Books with seriously religious characters?

Recently I read Anne Tyler’s Saint Maybe. The main character, Ian, experiences a great tragedy and turns to a storefront Christian church called “The Church of the Second Chance”. It took me forever to realize Tyler wasn’t going to portray the church as an evil cult or the character as a dupe for believing. It got me thinking I haven’t come across many seriously religious characters. Usually if they are, they are also very unsympathetic, like the father in The Poisonwood Bible.

So what sympathetically portrayed seriously religious characters do you know? I’m mostly interested in books published since 1980 or so.

Jack Chick Tracts.


Sharon Shinn’s “Wrapt in Crystal” is a SF book that deals very sympathetically with two religious orders. The religion isn’t Christian though–they worship your basic female nature goddess of love. A lot of her books deal with religion, actually, in particular the Angel series, starting with, I think, Archangel. All very positive except for the occasional Evil Patriarchal Religion of Oppression & Repression ™.

The Sparrow by Maria Doria Russell. The story is about a human expedition to another intelligent species, and the tragic results of that first contact. But the protagonist is a Roman Catholic priest, and the story unfolds as he recuperates–under the Church’s watchful eye–from the mission’s severe psychological and spiritual trauma.

Most things by Madeline L’Engle, although she’s mostly before 1980. I’ll also put in a plug for two mystery series. Ellis Peters’ Brother Cadfael mysteries feature a Benedictine monk in the 1100’s who is one of the best arguments for Christianity out there. Also, Peter Tremayne does a series set in 600’s which feature Sister Fidelma, an Irish, Celtic Catholic nun, and Brother Eadulf, a Saxon, Roman Catholic monk around the time the two churches merged. I’ve learned a lot about the Celtic Catholic church and how it became part of the Roman Catholic church (Obligatory grumble: the Irish should have stuck to their guns!). Both authors are legitimate historians who specialize in their respective time periods as well as good writers.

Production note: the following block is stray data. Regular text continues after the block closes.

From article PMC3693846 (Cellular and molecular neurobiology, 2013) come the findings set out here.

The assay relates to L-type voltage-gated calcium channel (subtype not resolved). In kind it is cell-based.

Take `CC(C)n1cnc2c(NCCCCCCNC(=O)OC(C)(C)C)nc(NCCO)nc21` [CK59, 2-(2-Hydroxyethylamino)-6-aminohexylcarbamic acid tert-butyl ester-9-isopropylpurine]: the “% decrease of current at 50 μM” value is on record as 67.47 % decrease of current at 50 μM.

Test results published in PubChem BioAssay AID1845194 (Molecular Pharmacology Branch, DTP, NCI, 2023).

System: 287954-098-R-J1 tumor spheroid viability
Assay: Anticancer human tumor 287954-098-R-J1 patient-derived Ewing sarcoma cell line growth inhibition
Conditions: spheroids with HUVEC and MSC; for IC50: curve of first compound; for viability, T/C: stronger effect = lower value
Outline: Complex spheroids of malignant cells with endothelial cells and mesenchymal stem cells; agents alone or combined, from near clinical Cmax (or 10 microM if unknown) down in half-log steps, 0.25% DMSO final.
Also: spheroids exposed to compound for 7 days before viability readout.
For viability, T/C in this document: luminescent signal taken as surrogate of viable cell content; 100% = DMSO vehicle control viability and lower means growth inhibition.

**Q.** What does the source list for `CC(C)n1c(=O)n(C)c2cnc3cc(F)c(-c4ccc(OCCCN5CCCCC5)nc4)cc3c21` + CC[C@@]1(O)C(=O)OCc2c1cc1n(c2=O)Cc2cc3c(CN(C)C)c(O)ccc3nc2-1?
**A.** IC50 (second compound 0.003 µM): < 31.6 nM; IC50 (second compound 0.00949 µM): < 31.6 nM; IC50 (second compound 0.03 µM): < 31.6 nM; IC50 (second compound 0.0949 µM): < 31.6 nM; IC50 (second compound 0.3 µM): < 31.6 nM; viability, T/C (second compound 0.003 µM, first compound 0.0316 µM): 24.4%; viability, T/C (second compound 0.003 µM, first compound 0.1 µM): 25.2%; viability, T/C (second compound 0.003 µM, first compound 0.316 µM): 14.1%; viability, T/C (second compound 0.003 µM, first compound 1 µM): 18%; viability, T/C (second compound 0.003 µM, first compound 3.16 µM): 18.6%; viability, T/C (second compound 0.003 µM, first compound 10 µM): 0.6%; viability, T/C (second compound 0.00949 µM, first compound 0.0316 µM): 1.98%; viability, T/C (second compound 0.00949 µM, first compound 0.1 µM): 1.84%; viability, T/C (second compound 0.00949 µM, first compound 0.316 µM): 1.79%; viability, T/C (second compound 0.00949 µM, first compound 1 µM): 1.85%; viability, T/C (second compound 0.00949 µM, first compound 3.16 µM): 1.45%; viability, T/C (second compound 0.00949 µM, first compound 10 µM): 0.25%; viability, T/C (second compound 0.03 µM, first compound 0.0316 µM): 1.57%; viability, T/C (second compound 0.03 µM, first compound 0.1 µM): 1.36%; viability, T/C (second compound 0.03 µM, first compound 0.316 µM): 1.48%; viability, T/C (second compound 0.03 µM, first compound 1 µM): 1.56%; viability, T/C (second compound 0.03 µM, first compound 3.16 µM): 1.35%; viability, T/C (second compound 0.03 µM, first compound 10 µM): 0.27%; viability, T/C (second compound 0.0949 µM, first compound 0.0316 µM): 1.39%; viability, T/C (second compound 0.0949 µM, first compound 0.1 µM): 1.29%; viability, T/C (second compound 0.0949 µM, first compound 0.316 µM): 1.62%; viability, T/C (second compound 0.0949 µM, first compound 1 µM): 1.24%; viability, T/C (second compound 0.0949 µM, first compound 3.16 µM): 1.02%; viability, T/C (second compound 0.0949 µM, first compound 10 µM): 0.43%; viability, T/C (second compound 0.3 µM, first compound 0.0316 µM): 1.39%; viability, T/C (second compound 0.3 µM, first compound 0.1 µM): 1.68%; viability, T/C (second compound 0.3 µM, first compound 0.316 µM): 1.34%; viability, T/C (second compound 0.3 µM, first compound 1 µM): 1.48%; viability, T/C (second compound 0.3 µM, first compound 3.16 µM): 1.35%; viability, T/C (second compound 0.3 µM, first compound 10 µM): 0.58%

If you like science fiction, Sarah Zettel’s Fool’s War does a very good job of portraying a sympathetic, devout Muslim character. She is, in fact the captain of the ship on which most of the action takes place.

I’m afraid I don’t read that many conventional novels, so I can’t be of much help to you there.


The characters in James Morrow’s Corpus Dei trilogy (Towing Jehovah, Blameless in Abbedon, and The Eternal Footman) all have a very strong belief in God. Of course, they also know he’s dead, since they saw his corpse.

Morrow also dealt with religion in Only Begotten Daughter.

Morgan Llywelyn’s 1916-the characters are mainly Irish Catholic, with a priest thrown in.

A Tree Grows in Brooklyn

The Power and the Glory by Graham Greene. An alcoholic priest running from the law in Mexico, in a state where Catholicism has been banned. He is certainly not protrayed in the bes tlight, but a powerful read nevertheless.

Orson Scott Card writes a lot of religious characters, usually in a positive light.

The Three Musketeers by Alexander Dumas features Aramis, the priest musketeer. He always struck me as a devout Christian. Sorry, I know he’s pre-1980, but he was the first to come to mind.

Also, Louis’s brother (I can’t remember his name) in Interview With The Vampire was religeous almost to the point of fanaticism, yet portrayed in a sympathetic manner.